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$1.5 million grant to prevent cervical cancer in West Texas

March 08, 2017

EL PASO, Texas - Navkiran Shokar, M.A., M.P.H, M.D., has received nearly $1.5 million from the Cancer Prevention and Research Institute of Texas (CPRIT) to reduce the burden of cervical cancer in West Texas.

"Hispanic women in our region have a 30 percent higher risk of dying from cervical cancer," says Dr. Shokar, a physician and professor at Texas Tech University Health Sciences Center El Paso (TTUHSC El Paso). "They also have a higher incidence of cervical cancer and are typically diagnosed at later stages."

Dr. Shokar will use the grant to expand De Casa en Casa, a program that helps uninsured or underinsured Latinas access free cervical cancer screenings, or pap smears. Since its establishment in 2013, De Casa En Casa has provided more than 1,500 pap smears to women in El Paso and Hudspeth Counties.

The new CPRIT funds will help the program expand its service area to 105 additional rural U.S.-Mexico border counties in Texas, stretching from as far away as Big Bend country to the Panhandle plains. Cervical cancer test rates in the region lag far behind the national average of 82 percent; only 63 to 71 percent of qualifying residents in these counties have been screened.

"This area we've targeted has a population of about 2.8 million," says Dr. Shokar. "The region has high rates of poverty, low education, and low rates of health care coverage -- making it the ideal location for health education and free diagnostic screenings to save more lives."

Dr. Shokar and her team will begin the effort by organizing a convoy to visit a 19-county area between now and December. The TTUHSC El Paso team will offer cervical cancer prevention education, including a bilingual educational video, and free cervical cancer screenings to qualifying residents. During the visit, the team will also provide training for local nurses and community health workers to increase awareness of cervical cancer, its symptoms, and common barriers that women in these communities face to get access to cancer screening and care.

Dr. Shokar's ultimate goal is not only to have more women screened, but also to educate Hispanics about the importance of regular pap smears for early diagnosis -- when cervical cancer is most curable -- and thus, saving more lives.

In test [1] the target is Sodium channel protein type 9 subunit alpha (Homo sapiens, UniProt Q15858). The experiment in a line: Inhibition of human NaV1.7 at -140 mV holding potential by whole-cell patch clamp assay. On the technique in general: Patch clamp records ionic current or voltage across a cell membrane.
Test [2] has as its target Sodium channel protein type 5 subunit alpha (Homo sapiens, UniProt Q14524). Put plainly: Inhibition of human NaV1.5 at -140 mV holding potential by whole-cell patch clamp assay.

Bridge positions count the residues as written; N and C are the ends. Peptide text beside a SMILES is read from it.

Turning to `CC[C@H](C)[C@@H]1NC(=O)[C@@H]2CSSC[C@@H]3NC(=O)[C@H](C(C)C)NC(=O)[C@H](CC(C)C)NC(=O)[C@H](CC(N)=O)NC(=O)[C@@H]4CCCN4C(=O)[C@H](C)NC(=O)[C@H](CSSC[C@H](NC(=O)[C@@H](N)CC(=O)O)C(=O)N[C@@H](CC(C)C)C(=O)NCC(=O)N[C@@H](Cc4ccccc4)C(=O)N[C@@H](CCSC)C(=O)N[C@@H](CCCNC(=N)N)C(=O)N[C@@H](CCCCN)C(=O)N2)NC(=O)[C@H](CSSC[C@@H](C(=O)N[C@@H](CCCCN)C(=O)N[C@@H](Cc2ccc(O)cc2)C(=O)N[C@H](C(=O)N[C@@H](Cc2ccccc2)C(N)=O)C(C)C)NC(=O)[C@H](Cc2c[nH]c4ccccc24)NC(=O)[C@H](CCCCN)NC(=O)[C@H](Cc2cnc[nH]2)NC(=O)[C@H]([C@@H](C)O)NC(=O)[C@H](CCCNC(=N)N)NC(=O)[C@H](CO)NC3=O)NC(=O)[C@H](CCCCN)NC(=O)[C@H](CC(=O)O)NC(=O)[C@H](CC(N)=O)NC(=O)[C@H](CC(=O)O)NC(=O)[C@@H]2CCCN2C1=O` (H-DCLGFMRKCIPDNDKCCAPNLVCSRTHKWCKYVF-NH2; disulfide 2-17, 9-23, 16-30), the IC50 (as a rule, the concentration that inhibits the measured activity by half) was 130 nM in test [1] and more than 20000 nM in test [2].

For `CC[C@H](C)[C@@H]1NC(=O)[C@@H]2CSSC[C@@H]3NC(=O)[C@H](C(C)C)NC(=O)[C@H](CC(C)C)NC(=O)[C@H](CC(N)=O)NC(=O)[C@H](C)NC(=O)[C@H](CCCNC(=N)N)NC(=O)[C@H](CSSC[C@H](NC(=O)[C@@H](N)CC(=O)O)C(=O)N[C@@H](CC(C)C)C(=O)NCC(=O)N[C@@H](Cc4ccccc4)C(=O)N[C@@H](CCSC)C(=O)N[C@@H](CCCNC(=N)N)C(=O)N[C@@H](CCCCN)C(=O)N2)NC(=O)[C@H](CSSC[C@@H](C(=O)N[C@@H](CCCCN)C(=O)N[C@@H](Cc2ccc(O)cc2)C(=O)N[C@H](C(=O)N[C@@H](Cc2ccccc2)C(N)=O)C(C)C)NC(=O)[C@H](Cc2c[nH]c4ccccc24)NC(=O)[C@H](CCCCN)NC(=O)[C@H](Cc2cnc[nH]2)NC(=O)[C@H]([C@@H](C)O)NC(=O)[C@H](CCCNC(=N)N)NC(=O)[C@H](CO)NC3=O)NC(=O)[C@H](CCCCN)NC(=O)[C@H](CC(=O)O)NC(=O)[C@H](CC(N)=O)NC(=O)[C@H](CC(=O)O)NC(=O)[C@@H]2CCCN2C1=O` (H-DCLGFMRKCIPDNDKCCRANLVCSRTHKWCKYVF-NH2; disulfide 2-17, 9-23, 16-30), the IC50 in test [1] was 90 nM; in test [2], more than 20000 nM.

De Casa en Casa's reach is possible thanks to a community-wide partnership that consists of over 150 organizations, including TTUHSC El Paso, the West Texas Area Health Education Center (AHEC), the Texas Department of State Health Services, and multiple food pantries and community centers across the region.

This is Dr. Shokar's fifth award from CPRIT as a principal investigator. Her grants have brought nearly $8 million to the El Paso community for cancer prevention and early detection services.

Texas Tech University Health Sciences Center El Paso

Related Cervical Cancer Articles:

25 years of learning to combat cervical cancer
A recent paper from the lab of Professor Sudhir Krishna at the National Centre for Biological Sciences, Bangalore, reviews the progress made in cervical cancer research over the past 25 years.
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Virtually all cervical cancers are caused by HPV, and much of the attention in recent years has focused on preventing infections in younger women through HPV vaccination.
Stress in cervical cancer patients associated with higher risk of cancer-specific mortality
Psychological stress was associated with a higher risk of cancer-specific mortality in women diagnosed with cervical cancer.
Cost-effectiveness analysis of 12 cervical cancer screenings
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